There are absolutely no parallels between that and what is happening to Greece, a country that has already long been hooked to subsidies but that has made no proper effort to put its own house in order. The two situations are incomparable; what we are seeing here is window-dressing, a large bailout, a move towards further fiscal unification through the back door and a partial, much-needed but small “selective default”.
In truth, it is debatable whether the Marshall Plan really achieved much; while most academics hold it up as one of the few truly successful foreign aid programmes in history, other commentators (including myself) are more sceptical. What really transformed Germany from disaster zone to economic miracle were the heroic actions of Ludwig Erhard, at the time a little-known West German official. He took over a special economic department in 1947; the following year, he became the director of economics of the Bizonal Economic Council, a position he used to push through a radical free-market and sound money agenda. Over one weekend, he abolished all price and wage controls, freeing the economy at a stroke; and he introduced the Deutsche Mark in June 1948. This halted Germany’s post-war stagnation and kick-started a dramatic economic recovery that lasted three decades. His policies – not those of the Marshall Plan – deserve to be copied today.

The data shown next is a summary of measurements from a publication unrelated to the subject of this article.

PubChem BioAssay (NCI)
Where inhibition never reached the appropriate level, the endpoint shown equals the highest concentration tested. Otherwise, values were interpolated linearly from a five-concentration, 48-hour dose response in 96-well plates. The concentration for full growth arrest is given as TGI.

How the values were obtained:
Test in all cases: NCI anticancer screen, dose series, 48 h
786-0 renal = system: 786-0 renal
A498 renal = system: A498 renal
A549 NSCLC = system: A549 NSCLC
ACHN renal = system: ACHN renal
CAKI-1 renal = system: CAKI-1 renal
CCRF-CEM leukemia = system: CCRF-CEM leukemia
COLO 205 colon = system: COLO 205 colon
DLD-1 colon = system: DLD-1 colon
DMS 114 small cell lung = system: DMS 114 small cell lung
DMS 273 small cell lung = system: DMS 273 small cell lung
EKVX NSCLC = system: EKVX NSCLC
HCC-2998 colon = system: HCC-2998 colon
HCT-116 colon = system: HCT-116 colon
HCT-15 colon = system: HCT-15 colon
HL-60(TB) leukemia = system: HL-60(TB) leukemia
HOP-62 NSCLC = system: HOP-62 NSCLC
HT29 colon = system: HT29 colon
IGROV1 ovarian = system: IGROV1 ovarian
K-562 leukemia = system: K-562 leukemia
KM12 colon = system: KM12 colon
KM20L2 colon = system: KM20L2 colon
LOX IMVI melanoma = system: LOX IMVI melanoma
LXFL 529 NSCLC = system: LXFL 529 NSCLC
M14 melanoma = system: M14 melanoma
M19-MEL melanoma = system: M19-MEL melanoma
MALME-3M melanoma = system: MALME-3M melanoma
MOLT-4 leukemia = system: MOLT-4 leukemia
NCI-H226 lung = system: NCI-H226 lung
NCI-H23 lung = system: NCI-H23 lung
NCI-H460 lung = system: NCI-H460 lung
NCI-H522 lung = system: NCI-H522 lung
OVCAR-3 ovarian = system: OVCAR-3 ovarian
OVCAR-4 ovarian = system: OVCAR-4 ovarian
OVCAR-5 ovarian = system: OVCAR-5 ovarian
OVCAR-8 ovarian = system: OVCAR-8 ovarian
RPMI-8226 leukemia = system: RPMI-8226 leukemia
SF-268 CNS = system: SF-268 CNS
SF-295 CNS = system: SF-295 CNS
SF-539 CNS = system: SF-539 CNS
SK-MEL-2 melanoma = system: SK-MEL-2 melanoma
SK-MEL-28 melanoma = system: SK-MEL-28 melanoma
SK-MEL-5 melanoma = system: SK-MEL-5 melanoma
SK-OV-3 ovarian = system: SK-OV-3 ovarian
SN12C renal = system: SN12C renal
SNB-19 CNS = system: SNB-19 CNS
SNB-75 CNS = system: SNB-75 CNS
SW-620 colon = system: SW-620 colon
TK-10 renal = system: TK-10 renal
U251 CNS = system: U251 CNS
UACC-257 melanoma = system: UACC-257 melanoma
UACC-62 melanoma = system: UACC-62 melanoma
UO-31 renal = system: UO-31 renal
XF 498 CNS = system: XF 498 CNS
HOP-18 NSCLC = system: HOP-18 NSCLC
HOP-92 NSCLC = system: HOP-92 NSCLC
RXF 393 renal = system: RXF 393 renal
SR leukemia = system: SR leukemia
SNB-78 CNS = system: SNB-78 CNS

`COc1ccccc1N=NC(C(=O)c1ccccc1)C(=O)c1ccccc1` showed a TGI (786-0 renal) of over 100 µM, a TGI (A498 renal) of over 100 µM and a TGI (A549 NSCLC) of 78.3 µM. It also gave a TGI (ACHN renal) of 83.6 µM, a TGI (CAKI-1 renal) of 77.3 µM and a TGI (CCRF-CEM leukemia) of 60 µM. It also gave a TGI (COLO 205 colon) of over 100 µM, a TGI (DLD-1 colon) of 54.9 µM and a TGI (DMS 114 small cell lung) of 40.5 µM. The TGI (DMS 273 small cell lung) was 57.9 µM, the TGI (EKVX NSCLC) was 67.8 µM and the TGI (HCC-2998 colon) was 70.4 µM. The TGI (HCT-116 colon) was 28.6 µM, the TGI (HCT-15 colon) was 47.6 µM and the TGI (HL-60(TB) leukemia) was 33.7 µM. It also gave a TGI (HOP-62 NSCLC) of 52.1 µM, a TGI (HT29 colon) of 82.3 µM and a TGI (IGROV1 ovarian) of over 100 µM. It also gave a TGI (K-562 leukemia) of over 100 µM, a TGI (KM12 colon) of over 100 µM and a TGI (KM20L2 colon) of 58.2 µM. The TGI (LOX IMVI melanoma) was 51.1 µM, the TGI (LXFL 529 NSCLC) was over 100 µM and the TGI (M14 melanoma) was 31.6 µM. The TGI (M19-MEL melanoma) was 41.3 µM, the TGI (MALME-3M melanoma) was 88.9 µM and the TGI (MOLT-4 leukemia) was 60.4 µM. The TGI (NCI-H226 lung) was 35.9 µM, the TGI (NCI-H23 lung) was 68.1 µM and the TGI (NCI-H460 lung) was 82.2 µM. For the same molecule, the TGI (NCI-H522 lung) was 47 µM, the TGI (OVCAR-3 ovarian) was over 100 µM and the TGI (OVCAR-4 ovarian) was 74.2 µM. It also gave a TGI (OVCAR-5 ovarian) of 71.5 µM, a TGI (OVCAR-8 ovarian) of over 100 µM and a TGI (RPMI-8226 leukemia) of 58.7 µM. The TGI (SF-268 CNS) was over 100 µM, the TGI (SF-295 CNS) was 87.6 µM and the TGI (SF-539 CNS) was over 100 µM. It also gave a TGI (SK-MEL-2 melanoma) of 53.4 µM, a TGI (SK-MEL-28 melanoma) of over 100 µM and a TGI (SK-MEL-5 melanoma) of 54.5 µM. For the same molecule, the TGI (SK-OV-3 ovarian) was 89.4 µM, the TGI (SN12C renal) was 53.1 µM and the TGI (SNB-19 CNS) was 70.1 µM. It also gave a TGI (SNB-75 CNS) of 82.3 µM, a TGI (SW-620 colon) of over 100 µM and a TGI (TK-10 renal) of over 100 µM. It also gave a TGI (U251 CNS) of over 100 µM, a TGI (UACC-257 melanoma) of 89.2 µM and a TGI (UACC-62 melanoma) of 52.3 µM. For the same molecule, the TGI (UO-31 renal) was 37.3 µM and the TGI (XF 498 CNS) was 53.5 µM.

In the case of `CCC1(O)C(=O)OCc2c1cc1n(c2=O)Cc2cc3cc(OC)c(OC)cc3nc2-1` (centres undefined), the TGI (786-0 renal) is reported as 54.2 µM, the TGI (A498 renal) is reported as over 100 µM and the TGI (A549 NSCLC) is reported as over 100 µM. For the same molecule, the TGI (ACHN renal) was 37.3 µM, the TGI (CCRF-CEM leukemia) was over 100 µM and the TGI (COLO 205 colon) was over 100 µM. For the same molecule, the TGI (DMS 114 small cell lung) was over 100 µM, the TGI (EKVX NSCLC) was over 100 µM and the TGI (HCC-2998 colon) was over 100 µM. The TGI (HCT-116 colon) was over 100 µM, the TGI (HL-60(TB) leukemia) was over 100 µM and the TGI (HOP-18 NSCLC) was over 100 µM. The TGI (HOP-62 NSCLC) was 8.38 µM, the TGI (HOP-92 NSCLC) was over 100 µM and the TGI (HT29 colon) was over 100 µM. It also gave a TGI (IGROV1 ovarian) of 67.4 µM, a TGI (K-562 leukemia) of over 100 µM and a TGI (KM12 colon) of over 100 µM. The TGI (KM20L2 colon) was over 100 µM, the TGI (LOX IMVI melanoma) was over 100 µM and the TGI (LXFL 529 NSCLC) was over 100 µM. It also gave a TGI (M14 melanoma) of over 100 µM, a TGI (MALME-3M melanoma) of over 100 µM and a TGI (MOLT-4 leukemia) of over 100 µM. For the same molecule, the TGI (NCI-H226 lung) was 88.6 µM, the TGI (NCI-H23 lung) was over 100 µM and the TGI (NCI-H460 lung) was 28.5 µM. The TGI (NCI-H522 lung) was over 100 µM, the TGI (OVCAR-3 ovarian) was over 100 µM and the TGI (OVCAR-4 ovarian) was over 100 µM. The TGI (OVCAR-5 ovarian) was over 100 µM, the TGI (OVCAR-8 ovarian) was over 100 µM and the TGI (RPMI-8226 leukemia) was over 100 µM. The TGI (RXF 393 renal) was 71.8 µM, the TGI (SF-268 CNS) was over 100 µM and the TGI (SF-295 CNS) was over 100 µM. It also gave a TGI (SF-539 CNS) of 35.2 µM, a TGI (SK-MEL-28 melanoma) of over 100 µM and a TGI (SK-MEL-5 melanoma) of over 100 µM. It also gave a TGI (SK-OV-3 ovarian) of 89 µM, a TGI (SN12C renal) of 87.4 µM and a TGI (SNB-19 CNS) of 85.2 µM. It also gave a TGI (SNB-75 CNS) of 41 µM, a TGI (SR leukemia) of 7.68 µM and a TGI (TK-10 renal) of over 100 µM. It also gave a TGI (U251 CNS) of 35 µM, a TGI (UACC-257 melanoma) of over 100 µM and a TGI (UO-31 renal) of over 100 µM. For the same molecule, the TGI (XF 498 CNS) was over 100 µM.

It is a tragedy that Europe’s (and especially Italy and Spain’s) problem won’t be addressed by yesterday’s plan – but it is an even greater disaster that its growth problem won’t be tackled either. There is no latter day European or Greek Erhard, as the latest figures demonstrate yet again. As the Engineering Employers’ Federation points out, the latest manufacturing purchasing managers’ survey numbers are grim for the Eurozone. Although Germany and France saw growth, output fell for the second successive month for the rest of the region. Even growth in France and Germany was the slowest rate since the recession ended – so on top of a two-speed Europe, which is making the region even less of an optimal currency area than it previously was, the overall rate of expansion is slowing.
Ultimately, the weaker EU countries need to sort out their economies and bring their costs back into line. They cannot do this artificially by devaluing as they are part of the single currency. So they need to undergo years of pay restraint, cost-cutting and pain. There is still no sign that they are prepared to do this, unlike Germany, which has spent the last couple of decades since reunification tightening its belt and is only now reaping the rewards.
The markets were pacified yesterday, but it won’t last. Europe’s sovereign debt crisis has merely been postponed.
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